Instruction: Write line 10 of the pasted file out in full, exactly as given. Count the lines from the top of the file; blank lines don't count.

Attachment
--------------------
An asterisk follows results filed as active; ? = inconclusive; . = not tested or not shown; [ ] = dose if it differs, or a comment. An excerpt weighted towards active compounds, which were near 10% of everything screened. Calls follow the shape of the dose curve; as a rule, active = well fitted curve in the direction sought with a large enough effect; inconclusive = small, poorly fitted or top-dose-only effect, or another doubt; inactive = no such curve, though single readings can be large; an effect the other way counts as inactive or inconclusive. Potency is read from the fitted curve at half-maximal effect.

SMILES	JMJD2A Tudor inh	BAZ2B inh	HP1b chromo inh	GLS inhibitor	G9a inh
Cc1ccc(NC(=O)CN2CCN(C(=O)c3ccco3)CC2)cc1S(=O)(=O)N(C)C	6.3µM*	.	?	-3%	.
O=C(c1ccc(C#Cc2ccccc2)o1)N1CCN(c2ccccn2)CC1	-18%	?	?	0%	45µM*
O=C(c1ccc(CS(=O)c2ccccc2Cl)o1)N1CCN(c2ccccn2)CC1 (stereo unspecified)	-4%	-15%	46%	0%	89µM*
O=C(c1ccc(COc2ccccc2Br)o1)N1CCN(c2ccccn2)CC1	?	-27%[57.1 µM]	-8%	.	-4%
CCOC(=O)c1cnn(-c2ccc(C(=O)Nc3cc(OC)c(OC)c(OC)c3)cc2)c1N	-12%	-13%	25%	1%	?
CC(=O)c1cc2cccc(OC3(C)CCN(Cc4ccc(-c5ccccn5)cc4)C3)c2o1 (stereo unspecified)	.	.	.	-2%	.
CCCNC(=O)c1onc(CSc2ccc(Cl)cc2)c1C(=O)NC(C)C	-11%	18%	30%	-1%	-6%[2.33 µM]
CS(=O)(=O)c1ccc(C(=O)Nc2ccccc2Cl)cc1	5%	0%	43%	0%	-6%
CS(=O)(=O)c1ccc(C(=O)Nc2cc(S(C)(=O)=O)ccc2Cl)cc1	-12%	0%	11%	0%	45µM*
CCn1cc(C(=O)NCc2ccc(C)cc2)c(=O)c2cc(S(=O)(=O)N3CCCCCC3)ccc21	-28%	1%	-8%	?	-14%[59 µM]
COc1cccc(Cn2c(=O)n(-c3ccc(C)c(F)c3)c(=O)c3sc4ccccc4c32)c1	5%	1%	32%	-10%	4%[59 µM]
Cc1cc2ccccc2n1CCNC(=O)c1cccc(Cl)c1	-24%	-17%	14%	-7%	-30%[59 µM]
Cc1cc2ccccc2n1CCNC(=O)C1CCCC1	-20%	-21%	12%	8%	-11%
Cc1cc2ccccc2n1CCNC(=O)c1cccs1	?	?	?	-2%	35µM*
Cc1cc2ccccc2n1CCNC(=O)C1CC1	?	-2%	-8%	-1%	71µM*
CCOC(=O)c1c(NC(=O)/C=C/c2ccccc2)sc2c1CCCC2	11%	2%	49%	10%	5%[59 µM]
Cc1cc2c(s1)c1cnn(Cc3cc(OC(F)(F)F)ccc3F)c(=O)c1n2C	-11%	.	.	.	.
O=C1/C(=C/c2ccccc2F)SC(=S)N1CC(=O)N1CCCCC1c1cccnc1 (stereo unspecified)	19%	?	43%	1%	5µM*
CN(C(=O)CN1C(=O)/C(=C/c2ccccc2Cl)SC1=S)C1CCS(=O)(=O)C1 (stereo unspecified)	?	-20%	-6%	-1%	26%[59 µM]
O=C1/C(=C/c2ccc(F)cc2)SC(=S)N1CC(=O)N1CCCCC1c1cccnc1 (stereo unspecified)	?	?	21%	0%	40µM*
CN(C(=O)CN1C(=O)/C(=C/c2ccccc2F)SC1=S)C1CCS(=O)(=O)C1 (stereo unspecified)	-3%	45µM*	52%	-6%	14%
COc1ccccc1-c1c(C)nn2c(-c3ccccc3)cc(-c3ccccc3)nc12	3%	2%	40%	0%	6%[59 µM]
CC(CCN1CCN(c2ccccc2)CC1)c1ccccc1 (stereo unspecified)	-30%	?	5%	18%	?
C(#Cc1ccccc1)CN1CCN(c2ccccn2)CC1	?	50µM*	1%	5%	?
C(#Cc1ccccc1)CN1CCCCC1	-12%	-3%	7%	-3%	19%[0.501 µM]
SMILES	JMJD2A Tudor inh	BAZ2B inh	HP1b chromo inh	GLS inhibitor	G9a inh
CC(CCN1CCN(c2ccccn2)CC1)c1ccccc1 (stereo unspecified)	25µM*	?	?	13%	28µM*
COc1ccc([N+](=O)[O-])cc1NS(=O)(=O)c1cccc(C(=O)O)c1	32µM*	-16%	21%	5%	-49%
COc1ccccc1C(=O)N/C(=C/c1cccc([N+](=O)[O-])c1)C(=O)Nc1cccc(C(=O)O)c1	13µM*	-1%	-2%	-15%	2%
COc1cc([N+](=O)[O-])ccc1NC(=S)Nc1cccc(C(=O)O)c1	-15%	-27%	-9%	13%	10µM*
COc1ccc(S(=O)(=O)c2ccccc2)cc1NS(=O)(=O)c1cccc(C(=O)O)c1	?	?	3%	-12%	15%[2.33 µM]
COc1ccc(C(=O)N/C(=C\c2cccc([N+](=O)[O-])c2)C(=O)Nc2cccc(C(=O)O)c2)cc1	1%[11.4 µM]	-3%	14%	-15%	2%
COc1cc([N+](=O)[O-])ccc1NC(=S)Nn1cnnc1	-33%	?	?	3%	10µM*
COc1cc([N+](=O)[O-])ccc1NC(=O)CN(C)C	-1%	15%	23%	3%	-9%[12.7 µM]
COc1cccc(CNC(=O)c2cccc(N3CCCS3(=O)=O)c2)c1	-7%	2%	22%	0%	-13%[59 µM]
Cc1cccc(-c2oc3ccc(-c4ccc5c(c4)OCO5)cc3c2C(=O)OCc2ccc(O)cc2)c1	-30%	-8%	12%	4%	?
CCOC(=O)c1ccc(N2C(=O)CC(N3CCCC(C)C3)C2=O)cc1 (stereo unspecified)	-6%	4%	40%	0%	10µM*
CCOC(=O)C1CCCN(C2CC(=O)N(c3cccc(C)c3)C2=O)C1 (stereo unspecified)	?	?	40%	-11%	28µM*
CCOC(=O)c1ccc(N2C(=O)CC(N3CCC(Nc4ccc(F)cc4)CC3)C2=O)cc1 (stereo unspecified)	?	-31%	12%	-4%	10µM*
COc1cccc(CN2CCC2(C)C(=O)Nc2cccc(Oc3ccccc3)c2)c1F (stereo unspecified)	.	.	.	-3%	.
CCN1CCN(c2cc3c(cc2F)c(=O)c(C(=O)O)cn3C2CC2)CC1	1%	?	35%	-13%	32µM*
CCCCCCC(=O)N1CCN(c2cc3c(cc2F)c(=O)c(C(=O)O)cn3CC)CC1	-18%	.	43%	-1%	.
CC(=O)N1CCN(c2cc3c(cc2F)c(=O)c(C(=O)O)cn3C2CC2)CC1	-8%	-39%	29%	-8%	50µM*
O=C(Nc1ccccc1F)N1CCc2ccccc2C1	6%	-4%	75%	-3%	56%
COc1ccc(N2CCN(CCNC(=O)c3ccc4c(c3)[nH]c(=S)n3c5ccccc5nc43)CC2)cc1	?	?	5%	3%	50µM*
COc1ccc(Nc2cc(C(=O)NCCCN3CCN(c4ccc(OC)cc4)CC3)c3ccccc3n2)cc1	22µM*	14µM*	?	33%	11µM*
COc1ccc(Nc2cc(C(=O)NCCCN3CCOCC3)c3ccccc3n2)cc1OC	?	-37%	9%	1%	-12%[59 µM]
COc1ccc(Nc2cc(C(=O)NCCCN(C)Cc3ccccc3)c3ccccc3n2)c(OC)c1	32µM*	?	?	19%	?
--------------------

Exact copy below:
CS(=O)(=O)c1ccc(C(=O)Nc2ccccc2Cl)cc1	5%	0%	43%	0%	-6%